Read more about this amazing Hoopoe influx on the BirdWatch Ireland Facebook page
Urban/suburban roof-nesting gulls: are there any near you?
Over the past 30 years, Herring Gulls have fared poorly in Ireland. Populations nesting on cliffs and coastal islands declined by 90% between 1970 and 2000. The reasons behind this are not fully understood, but include a mix of factors such as direct control at the largest Irish colony on Lambay, given its proximity to Dublin Airport and the consequent perceived threat to aviation, mortality due to 'botulism' that is possibly contracted at rubbish dumps and perhaps reduced availability of fish, shellfish and marine invertebrates, i.e., natural food. Since around 1990, small numbers began nesting on roofs in Dublin City and at some eastern and southeastern fishing ports (Howth and Dunmore East) but numbers involved were still relatively low (fewer than 200 pairs) during a census conduced around the year 2000. Since then, numbers appear to have increased dramatically, particularly in the Greater Dublin area, and some have been seen on roofs as far inland as Navan, Co. Meath.

Last summer, a well known senator raised the issue of food-snatching urban gulls, voicing concerns of residents and visitors to Dublin and elsewhere that had lost their ice creams, burgers or sandwiches to "pirate" gulls ("flying rats"). The timing of this incident coincided with an appeal that BirdWatch Ireland had recently launched seeking records of urban-nesting gulls from members of the public.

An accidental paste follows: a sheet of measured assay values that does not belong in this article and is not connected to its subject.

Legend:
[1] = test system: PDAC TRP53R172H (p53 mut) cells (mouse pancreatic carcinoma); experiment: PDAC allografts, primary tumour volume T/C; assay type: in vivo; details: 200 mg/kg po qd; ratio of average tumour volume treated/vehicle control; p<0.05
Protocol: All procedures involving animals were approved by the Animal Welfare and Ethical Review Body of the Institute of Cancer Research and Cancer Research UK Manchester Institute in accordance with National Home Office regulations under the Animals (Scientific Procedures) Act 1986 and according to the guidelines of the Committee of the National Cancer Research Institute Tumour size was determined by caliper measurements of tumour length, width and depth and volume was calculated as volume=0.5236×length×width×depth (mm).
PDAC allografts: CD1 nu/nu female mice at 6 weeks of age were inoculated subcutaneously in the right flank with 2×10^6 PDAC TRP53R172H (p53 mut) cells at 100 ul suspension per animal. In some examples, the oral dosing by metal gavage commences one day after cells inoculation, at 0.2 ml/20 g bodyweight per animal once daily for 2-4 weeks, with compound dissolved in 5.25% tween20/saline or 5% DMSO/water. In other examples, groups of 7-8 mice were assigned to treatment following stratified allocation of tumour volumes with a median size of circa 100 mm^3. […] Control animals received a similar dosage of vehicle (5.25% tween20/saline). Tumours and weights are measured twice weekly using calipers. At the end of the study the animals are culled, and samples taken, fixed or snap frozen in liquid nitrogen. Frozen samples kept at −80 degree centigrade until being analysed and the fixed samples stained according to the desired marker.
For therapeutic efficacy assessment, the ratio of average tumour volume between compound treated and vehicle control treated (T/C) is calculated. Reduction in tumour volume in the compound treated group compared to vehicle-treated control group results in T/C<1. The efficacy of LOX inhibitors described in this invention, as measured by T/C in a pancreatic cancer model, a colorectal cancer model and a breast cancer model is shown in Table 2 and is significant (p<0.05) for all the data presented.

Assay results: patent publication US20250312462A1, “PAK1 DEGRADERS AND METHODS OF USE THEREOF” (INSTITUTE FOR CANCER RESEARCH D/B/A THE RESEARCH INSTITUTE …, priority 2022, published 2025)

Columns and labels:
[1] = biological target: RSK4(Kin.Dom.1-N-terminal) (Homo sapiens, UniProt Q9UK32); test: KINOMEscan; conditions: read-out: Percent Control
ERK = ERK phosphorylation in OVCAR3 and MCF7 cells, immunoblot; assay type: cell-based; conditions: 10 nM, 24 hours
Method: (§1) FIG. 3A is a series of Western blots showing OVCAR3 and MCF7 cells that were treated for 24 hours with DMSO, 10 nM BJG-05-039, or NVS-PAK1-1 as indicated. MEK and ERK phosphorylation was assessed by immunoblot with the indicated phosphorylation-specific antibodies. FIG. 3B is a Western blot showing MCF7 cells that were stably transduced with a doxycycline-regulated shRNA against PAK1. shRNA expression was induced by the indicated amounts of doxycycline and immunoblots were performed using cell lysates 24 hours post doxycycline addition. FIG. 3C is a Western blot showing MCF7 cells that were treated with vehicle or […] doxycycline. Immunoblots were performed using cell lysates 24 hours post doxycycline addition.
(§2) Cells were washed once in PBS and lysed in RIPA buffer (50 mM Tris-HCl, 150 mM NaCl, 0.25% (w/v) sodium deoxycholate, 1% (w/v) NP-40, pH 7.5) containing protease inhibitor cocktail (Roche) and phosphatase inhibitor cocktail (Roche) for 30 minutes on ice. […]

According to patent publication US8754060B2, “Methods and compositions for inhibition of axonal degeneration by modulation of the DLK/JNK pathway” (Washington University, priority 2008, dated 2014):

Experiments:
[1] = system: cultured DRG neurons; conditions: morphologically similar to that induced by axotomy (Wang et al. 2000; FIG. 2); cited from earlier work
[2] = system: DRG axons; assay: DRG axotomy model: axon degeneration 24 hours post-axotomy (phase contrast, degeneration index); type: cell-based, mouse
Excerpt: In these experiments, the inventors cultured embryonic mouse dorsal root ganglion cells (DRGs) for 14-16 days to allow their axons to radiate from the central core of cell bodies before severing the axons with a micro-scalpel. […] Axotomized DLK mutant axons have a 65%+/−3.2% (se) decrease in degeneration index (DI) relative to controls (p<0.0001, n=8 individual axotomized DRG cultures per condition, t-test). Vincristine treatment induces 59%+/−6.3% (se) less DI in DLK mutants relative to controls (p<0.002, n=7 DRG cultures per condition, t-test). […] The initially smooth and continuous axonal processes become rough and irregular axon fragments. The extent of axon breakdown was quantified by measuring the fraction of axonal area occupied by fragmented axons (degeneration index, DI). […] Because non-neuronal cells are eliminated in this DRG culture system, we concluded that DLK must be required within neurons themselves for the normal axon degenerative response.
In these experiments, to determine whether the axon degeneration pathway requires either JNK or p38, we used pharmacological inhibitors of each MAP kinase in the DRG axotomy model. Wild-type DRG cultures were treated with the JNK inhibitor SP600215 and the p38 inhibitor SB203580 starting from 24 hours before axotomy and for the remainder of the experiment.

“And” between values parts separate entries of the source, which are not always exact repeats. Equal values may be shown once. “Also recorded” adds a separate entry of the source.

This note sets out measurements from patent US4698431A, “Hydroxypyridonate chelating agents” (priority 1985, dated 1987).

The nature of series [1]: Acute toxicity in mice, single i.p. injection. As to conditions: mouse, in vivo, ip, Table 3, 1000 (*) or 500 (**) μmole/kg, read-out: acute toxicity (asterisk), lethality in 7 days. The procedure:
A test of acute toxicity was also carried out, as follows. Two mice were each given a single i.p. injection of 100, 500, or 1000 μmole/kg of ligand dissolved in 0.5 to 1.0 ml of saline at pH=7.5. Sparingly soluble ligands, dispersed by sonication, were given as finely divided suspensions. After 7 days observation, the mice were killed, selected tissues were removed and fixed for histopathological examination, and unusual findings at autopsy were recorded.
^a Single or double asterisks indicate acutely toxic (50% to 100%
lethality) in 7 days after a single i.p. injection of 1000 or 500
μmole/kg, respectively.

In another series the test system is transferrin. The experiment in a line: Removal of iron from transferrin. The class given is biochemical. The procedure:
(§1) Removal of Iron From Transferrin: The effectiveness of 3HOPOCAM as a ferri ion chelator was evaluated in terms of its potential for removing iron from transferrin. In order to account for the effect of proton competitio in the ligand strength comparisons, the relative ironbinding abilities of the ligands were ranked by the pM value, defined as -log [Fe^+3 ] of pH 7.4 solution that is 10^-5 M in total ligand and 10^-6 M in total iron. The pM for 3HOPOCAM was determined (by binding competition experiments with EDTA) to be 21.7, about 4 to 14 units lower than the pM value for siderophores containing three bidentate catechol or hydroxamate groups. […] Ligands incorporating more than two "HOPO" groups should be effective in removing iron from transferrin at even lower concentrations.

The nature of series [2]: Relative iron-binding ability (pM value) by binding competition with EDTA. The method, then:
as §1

We had a good response and many new locations were reported, including the roof of the RTÉ television studios in Donnybrook. We are continuing with our survey of urban gulls this year. The birds will be nesting again in the next few weeks, please send us your observations. We would like the following information:

Species: Herring Gull, Lesser Black-backed Gull, Great Black-backed Gull
Number of birds: pairs with nests if possible, but a total number of individuals is also helpful
Location: street and town/city
Type of premises: house, apartments, office, school, hospital, industrial, 'other' (specify if you can)
Location of nests: e.g., between chimneys, on flat roof etc.

Please provide your name, e-mail and phone number if you would like help to identify your gulls. Please send all details to Dr. Stephen Newton, BirdWatch Ireland's Senior Seabird Conservation Officer at
Click here to download our simple roof-nesting gull identification guide (PDF: 262KB)